Harrogate Herald - 7th February 1917
Spr Seaman Gilbert Whittall, writing from the
South of England, says : The residents here say it is the severest
winter for 30 years. I want to ask if there is any kind friend in
Harrogate who could supply me with a pair of sea boot stockings. My
work consists of crossing the channel on munitions barges, and we
get rubber sea boots, and ordinary are no use for keeping the cold
out. I often think of the ld town in peace times and wonder if it
will ever be the same again. Still, we are all living in hopes of
putting "paid" to the Kaiser's account this Spring. I do
not meet many Harrogate boys. They are all men of the merchant
service, and the rivers and canals in this section and most of the
boys in Harrogate who went to sea joined the Navy. [sic] Still, my
wife sends the Herald each week. It is good to read home news and
see old friends' faces from week to week. It keeps you in touch with
things which you don't read about in the "Mail",
"Mirror", or "News". I think I shall have to
close now, as we are getting ready for sea. I trust you will excuse
the scribble, as a barge is not one of the steadiest places to
write. Wishing you all the best of luck and good health during the
coming year. PS - If you see Councillor Webster give him my best
respects. Tell him it is Gilbert, who worked at The Granby.
Harrogate Herald - 14th February 1917
W H Breare letter
I have just stopped to have a word with Councillor
Webster, [Herbert Webster, 2 Granby Terrace] who has looked in on me
this morning. I am pleased to hear from him that he and his
committee have been very busy and very successful in looking up
allotments where vegetables may be grown. I am also gratified to
hear that pig-keeping, so long as the animals are maintained under
clean conditions, is to be permitted in Harrogate. Councillor's main
purpose in calling to see me was to say that he would like to send Whittall,
who asked me for the sea-boot stockings, what he requires. I have
undertaken to find out where they cane be got, obtain them, and
Councillor Webster is going to pay the cost. He asked me if I wanted
anything in particular besides the socks. I was in the happy
position that I could not mention anything. But I know I can rely on
him in case of emergency.
Harrogate Herald - 25th April 1917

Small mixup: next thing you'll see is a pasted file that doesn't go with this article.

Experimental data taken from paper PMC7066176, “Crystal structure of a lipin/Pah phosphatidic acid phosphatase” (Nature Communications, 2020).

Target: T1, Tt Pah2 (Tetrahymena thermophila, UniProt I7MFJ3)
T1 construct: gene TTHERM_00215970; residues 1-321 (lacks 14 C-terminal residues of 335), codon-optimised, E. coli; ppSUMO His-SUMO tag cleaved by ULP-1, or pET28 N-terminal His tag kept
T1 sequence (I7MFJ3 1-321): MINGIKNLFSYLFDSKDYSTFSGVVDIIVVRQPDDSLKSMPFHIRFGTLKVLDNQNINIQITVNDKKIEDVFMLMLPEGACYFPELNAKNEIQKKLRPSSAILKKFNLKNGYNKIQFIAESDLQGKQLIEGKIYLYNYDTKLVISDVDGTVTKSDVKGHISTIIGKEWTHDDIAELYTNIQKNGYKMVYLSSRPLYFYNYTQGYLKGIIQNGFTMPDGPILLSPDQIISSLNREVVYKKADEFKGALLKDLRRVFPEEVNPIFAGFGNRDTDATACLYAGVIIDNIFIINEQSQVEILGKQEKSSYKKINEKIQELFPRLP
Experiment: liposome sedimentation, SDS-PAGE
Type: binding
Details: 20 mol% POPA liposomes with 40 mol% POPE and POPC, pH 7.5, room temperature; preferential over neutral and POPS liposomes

W H Breare letter
On the voyage to Canada, Crossley met a Harrogate
man called Lenevaitre, whose mother lives at 20 Glebe Road,
Harrogate. His father is chef at the Royal Hotel. Crossley kindly
went to see the mother of [f ?] Lenevaitre, who was delighted to
hear news of her boy, especially when it was that he had been safely
landed and all right. Out in Canada a lady gave him a portrait group
in which was her son, who was shortly to be discharged from service
with the Canadians in that country and to return home. She gave him
the photograph so that he might pick him out if he happened to be on
the same transport when her lad comes home. This boy's name is S
G Whittall, C Company of a Canadian battalion. Crossley's term
of seven years' service expires next November.
Harrogate Herald – 1st October 1924
A Debt Unpaid
Private Thomas Aitkins, God save the King and Queen,
Back in civvy clothing, is a might-have-been.
Never young civilian's prospects were so bright,
But his country wanted him to go and fight.
Certainly he did it, all the world knows that,
Five long years it took him to knock Jerry flat.
Things he did in Flanders, there across the sea,
And the sacrifices made, all for you and me.
He was just a peaceful chap, working for his pay,
Saving up a weekly mite to buy a home some day,
Then there comes the message, how they needed men.
He left his plough and workshop, held rifle 'stead
Weeks of strenuous training, learning to obey,
Then he crossed the ocean to join the mighty fray,
Nineteen fourteen saw him living in the mud,
In the trenches countless days, sleeping where he
Cooties for companions, in battalions form,
Marching up his spine all night, disappear at dawn.
Rounding Hell Fire Corner, along the sunken road,
Think he was a jack mule, judging by his load.
Up goes Jerry's starshells, in the mud he flops,
Curses Jerry's fireworks, perhaps a bullet stops.
Now he's in the front line, he can breathe again,
But his best pal's lying back there in the rain.
Gasses, mustard, chlorine, liquid fire, tear shell,
Also every known device that helped to make life
Five long years he stuck it, with ne'er a cry or
One bright thought to cheer him – the ship to
bring him home.
To the glorious things you promised, if ever he came
To the country fit for heroes, for work he'd never
For men who fought for freedom, home, and liberty,
Should never for a meal want in the years to be.
Have you kept that promise to those splendid men,
Who at the call of duty dropped their tools and pen?
They left their wives and children, they sacrificed
When England was in danger, with her back against
A million wooden crosses, mute testimony give
Of the generous sacrifices that you and yours might
Six years since it finished, and the promise made
To a quarter of a million of these men, is still a
Harrogate Herald - 8th January 1919
The Editor has received post-cards from the
following : W A Ballance, Private C Barker, Louis Metcalfe, G
McBretney, W Brown, Sapper G Whittall.
Harrogate Herald – 29th January 1919
G Whittall writes from Le Have:
The last time I wrote to you I was in the cross-Channel service,
but I am working on the rivers and canals now. We are carrying the
stores between here and Paris for the Sammies.